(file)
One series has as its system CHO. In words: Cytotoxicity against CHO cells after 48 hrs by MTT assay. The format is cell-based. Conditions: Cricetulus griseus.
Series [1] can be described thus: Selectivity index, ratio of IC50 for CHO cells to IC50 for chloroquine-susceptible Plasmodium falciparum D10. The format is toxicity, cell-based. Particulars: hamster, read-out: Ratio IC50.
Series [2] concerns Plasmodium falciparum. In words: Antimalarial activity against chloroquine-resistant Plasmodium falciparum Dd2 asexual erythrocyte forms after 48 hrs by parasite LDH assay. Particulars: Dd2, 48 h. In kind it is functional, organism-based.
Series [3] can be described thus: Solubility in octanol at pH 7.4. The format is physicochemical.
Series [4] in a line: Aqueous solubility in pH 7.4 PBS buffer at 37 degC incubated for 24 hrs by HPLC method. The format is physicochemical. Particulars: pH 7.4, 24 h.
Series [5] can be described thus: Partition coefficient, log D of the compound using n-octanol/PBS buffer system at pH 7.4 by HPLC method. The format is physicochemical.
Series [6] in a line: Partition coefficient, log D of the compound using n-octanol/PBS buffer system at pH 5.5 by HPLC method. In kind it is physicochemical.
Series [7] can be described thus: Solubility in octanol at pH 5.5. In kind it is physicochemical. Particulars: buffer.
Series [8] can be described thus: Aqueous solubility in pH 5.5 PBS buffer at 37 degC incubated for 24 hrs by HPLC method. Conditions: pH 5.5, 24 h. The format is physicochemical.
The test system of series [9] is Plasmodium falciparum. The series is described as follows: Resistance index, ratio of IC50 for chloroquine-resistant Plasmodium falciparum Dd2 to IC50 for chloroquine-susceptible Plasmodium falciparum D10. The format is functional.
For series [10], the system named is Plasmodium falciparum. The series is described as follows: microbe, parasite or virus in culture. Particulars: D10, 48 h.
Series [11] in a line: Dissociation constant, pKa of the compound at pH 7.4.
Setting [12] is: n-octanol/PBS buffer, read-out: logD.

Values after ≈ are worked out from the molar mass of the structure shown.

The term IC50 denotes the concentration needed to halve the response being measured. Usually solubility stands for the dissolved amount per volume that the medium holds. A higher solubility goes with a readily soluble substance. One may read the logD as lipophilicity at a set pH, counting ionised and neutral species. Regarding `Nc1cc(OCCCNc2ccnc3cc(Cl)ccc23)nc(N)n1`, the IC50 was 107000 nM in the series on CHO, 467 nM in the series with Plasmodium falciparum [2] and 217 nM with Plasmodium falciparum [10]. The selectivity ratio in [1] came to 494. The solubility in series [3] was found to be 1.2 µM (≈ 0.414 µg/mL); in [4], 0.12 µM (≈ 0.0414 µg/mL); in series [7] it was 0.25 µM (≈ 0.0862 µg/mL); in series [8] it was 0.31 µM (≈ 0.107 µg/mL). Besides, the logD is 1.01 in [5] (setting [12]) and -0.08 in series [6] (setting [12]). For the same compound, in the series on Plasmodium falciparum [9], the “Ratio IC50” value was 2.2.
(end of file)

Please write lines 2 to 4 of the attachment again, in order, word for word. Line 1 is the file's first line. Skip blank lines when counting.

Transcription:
Series [1] can be described thus: Selectivity index, ratio of IC50 for CHO cells to IC50 for chloroquine-susceptible Plasmodium falciparum D10. The format is toxicity, cell-based. Particulars: hamster, read-out: Ratio IC50.
Series [2] concerns Plasmodium falciparum. In words: Antimalarial activity against chloroquine-resistant Plasmodium falciparum Dd2 asexual erythrocyte forms after 48 hrs by parasite LDH assay. Particulars: Dd2, 48 h. In kind it is functional, organism-based.
Series [3] can be described thus: Solubility in octanol at pH 7.4. The format is physicochemical.